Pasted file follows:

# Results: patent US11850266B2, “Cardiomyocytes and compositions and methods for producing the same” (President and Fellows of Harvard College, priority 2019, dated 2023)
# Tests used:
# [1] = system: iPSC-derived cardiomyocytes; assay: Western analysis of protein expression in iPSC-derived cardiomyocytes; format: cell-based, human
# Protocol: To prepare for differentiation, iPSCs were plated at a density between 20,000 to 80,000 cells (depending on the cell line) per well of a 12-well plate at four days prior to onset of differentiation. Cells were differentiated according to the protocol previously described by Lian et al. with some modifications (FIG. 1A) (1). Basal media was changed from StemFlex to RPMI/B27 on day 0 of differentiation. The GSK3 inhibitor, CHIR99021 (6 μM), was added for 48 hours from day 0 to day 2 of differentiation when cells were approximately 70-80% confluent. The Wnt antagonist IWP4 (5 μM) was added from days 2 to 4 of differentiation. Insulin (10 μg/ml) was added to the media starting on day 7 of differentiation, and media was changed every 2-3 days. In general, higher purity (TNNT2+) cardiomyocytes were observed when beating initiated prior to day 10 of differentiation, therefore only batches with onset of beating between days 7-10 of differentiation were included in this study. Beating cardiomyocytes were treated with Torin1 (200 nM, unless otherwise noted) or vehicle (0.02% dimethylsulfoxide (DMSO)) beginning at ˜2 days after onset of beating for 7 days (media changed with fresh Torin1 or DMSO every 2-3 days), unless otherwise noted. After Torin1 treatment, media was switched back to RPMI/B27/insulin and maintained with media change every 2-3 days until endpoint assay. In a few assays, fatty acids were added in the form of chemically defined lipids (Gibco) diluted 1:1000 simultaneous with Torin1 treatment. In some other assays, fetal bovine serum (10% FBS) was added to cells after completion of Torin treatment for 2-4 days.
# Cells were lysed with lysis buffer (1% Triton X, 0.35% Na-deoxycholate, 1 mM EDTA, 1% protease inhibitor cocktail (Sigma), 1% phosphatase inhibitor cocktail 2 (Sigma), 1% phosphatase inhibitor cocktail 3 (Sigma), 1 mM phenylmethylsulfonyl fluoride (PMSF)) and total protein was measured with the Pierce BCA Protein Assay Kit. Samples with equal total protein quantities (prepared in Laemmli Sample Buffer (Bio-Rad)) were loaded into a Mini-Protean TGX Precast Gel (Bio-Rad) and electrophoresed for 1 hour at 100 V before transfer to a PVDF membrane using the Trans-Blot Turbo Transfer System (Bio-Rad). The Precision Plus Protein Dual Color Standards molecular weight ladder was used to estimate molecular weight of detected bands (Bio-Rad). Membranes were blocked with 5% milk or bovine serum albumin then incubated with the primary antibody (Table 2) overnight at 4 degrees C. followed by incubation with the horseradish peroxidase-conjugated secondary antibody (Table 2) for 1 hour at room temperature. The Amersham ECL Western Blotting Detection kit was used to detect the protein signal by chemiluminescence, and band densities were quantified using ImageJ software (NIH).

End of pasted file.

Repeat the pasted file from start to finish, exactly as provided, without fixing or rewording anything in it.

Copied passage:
# Results: patent US11850266B2, “Cardiomyocytes and compositions and methods for producing the same” (President and Fellows of Harvard College, priority 2019, dated 2023)
# Tests used:
# [1] = system: iPSC-derived cardiomyocytes; assay: Western analysis of protein expression in iPSC-derived cardiomyocytes; format: cell-based, human
# Protocol: To prepare for differentiation, iPSCs were plated at a density between 20,000 to 80,000 cells (depending on the cell line) per well of a 12-well plate at four days prior to onset of differentiation. Cells were differentiated according to the protocol previously described by Lian et al. with some modifications (FIG. 1A) (1). Basal media was changed from StemFlex to RPMI/B27 on day 0 of differentiation. The GSK3 inhibitor, CHIR99021 (6 μM), was added for 48 hours from day 0 to day 2 of differentiation when cells were approximately 70-80% confluent. The Wnt antagonist IWP4 (5 μM) was added from days 2 to 4 of differentiation. Insulin (10 μg/ml) was added to the media starting on day 7 of differentiation, and media was changed every 2-3 days. In general, higher purity (TNNT2+) cardiomyocytes were observed when beating initiated prior to day 10 of differentiation, therefore only batches with onset of beating between days 7-10 of differentiation were included in this study. Beating cardiomyocytes were treated with Torin1 (200 nM, unless otherwise noted) or vehicle (0.02% dimethylsulfoxide (DMSO)) beginning at ˜2 days after onset of beating for 7 days (media changed with fresh Torin1 or DMSO every 2-3 days), unless otherwise noted. After Torin1 treatment, media was switched back to RPMI/B27/insulin and maintained with media change every 2-3 days until endpoint assay. In a few assays, fatty acids were added in the form of chemically defined lipids (Gibco) diluted 1:1000 simultaneous with Torin1 treatment. In some other assays, fetal bovine serum (10% FBS) was added to cells after completion of Torin treatment for 2-4 days.
# Cells were lysed with lysis buffer (1% Triton X, 0.35% Na-deoxycholate, 1 mM EDTA, 1% protease inhibitor cocktail (Sigma), 1% phosphatase inhibitor cocktail 2 (Sigma), 1% phosphatase inhibitor cocktail 3 (Sigma), 1 mM phenylmethylsulfonyl fluoride (PMSF)) and total protein was measured with the Pierce BCA Protein Assay Kit. Samples with equal total protein quantities (prepared in Laemmli Sample Buffer (Bio-Rad)) were loaded into a Mini-Protean TGX Precast Gel (Bio-Rad) and electrophoresed for 1 hour at 100 V before transfer to a PVDF membrane using the Trans-Blot Turbo Transfer System (Bio-Rad). The Precision Plus Protein Dual Color Standards molecular weight ladder was used to estimate molecular weight of detected bands (Bio-Rad). Membranes were blocked with 5% milk or bovine serum albumin then incubated with the primary antibody (Table 2) overnight at 4 degrees C. followed by incubation with the horseradish peroxidase-conjugated secondary antibody (Table 2) for 1 hour at room temperature. The Amersham ECL Western Blotting Detection kit was used to detect the protein signal by chemiluminescence, and band densities were quantified using ImageJ software (NIH).